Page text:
Question: How to Stop Dye Bleeding in Clothes
Can you stop the bleeding of dye from clothes? Learn what works and what doesn't.
As I was growing up my mother always added salt to the water when hand washing clothes that bled dye to "set the color". I've also heard about adding vinegar. Unfortunately, neither will work on clothes that have already been dyed. Don't waste your time or resources.
There is some history to the salt and vinegar stories. When you dye cotton yarn or fabrics, salt in the dye bath does help the dye absorb into the fabric instead of staying suspended in the water. For wool or nylon, vinegar does help the dye absorb. But neither is a dye fixative for already dyed fabric or fibers.
So, what can be done? There are commercial dye fixatives that can be purchased for home use. Brand names include Retayne and Rit Dye Fixative. However, these are intended for use by artists and companies that dye fabrics and understand the type of dye they are using. Dye fixatives are cationic, which means that they have a positive charge. The positive charge allows the fixative to cling to negatively charged dyes, such as the direct dyes and acid dyes. They cannot stick to basic dyes, which have a positive charge, and have no benefit for colorfastness for that type of dye.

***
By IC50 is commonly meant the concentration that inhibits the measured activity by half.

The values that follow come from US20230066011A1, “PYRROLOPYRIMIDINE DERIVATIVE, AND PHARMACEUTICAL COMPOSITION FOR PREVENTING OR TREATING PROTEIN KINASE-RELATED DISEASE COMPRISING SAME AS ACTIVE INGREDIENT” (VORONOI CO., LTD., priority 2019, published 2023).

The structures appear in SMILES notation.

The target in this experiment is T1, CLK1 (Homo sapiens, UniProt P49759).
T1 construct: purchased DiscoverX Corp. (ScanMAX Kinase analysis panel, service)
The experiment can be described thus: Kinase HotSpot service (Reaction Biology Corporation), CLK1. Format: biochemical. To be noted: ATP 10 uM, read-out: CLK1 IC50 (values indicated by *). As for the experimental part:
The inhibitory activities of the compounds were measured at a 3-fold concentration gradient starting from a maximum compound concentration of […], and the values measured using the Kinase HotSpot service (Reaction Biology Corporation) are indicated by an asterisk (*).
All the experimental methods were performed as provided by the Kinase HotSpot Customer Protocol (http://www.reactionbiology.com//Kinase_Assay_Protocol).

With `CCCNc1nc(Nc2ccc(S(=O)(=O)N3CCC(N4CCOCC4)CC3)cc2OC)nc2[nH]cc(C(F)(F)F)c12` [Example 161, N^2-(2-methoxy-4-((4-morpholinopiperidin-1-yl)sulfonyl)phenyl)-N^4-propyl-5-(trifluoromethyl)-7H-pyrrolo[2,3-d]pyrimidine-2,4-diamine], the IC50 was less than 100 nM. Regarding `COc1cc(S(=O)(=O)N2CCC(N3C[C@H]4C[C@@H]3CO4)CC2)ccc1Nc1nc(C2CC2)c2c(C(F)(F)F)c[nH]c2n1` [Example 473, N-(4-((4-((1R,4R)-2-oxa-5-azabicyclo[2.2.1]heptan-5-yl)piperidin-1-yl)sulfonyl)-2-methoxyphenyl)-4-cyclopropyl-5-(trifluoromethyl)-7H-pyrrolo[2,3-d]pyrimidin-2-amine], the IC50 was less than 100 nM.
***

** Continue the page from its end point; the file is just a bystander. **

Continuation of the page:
Best advice for that blouse or jeans or socks that fade?
- Handwash the items separately or in a load with similar clothing. I wash all blue jeans together and red clothes that can be washed at the same temperature.
- Using cold water will help the color last longer.
- Sort your clothing before washing.
- Learn how to remove dye transfer to other clothes safely.
Will the clothes ever stop fading?
Maybe. Some do stop releasing dye after several washes. But be careful, don't trust them completely. Higher water temperatures may cause the release of dye even after a few years. Never wash an unstable dyed garment with any clothes you care about.
Specific questions? Just ask here.